Managing Re-Entry Anxiety

Since March of 2020,

most peoples’ lives have been completely turned upside down. Everything that we considered normal and safe, we had to reevaluate. Masks have become a normal part of day-to-day life, and hand sanitizer is ubiquitous in every business and household. We, as a society, have adjusted to life with COVID 19. Many of our social lives were put on hold due to these changes. We took to staying in our homes and ordering takeout, discouraging family gatherings this past holiday season, and not going out in public unless we had to. Many things, therapy included, were being done virtually. Many of us have not set foot in our offices in over a year, and have only socialized in very small, outdoor, or masked settings. 

Suddenly, as large parts of the population have gotten or plans to get vaccinated, COVID 19 cases seem to be decreasing, and our lives, once again, have begun to change. Mask mandates no longer exist in lots of places. The CDC tells us that those of us who are vaccinated can go out in public without masks or attend mask less gatherings with other vaccinated people. We are suddenly allowed to be around other people again. 

You can manage your re-entry anxiety

Despite this new data, many of us still don’t feel comfortable leaving our homes without a mask. Social gatherings feel exhausting.  Going out to restaurants or to the movies feels totally foreign. We have become homebodies by necessity and many of us are comfortable with this new normal. 

With the ability to go out in public without a mask, or at all, can come a tremendous amount of anxiety. How do we know it’s safe? Is it socially responsible to go to a family barbeque? Why am I so depleted after spending time with a friend catching up? Will I be seen as a jerk if I go to the store without a mask even if I’m vaccinated? 

All these questions are normal. We have adjusted, and going back to life more like it was can feel very strange and anxiety inducing. Many of us have not spent time with friends regularly for more than a year, and do not have the same social bandwidth we once did. We cannot expect to make that adjustment as quickly and easily as we may have once hoped. 

So what can we do to adjust to this new normal?

  1. Practice self-compassion. Going to a family gathering? Give yourself a day to recover, even if you may not have previously needed one. Planning for the weekend? Try going out with friends one night, instead of having plans for both Friday and Saturday. You are adjusting, and you need to give your brain time to catch up.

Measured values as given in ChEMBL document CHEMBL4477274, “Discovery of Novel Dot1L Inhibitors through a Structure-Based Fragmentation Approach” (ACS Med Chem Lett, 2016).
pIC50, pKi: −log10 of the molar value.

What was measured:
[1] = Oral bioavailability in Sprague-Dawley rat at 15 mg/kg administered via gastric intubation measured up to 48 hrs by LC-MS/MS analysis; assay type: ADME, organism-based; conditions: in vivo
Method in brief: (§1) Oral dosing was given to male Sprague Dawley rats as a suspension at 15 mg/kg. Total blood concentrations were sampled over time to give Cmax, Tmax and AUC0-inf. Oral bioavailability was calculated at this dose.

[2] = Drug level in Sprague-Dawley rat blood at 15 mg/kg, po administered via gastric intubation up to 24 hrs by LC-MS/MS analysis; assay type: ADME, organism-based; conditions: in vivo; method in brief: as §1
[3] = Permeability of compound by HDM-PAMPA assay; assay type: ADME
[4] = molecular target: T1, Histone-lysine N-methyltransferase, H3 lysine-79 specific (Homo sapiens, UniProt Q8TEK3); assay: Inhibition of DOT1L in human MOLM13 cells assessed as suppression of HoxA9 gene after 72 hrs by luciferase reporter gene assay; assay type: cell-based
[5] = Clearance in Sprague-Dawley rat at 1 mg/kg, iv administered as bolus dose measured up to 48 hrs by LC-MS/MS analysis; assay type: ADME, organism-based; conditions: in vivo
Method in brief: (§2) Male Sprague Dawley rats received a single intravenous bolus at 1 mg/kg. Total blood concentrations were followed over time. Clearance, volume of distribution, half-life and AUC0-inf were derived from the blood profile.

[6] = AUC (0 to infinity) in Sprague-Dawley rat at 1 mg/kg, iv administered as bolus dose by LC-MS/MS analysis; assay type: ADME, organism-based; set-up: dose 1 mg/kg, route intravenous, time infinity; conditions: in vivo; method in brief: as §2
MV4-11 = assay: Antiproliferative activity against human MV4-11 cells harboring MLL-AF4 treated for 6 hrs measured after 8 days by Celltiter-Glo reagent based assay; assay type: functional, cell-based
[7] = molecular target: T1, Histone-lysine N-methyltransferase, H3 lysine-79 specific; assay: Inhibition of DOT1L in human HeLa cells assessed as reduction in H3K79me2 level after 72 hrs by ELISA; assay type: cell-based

2. Wear a mask if it feels more comfortable, even if you don’t have to. It’s ok to continue wearing a mask if you feel like you want to. Many people are choosing not to, and many never did in the first place. Go at your own pace.
  3. Ease into larger gatherings. If you’re not yet comfortable going to a wedding right now, don’t. It’s ok to start with smaller gatherings or spending time one on one outside. Try not to avoid social situations altogether, but it’s ok to start slowly.
  4. Talk to a professional about how you are feeling. COVID 19 has created a lot of new mental health needs for our society. Many people who never had therapy in the past are looking for someone to talk to. We have been experiencing a massive, systemic trauma and it is ok to get help. 
  5. Give it time. Just as we all adjusted to staying home, we will adjust to the ability to go out again. This may not happen immediately, but humans are extremely adaptable. With time, we will have a new normal. It may not look exactly like things did prior to COVID 19, but we will get more comfortable being around each other. 

The world is constantly changing, and right now is no exception. Practice self-compassion in all things, but especially right now, and ask for help when you need it. 

If you or a loved one is struggling with re-entry anxiety, give us a call today at 217-203-2008 or email us to schedule an appointment.

Resources:

https://www.sclhealth.org/blog/2021/03/pandemic-reentry-anxiety-heres-how-to-overcome-it/

https://www.ucsf.edu/news/2021/05/420581/feeling-re-entry-anxiety-expert-advice-navigating-covid-19-reopenings

https://www.advisory.com/en/daily-briefing/2021/03/30/reentry-anxiety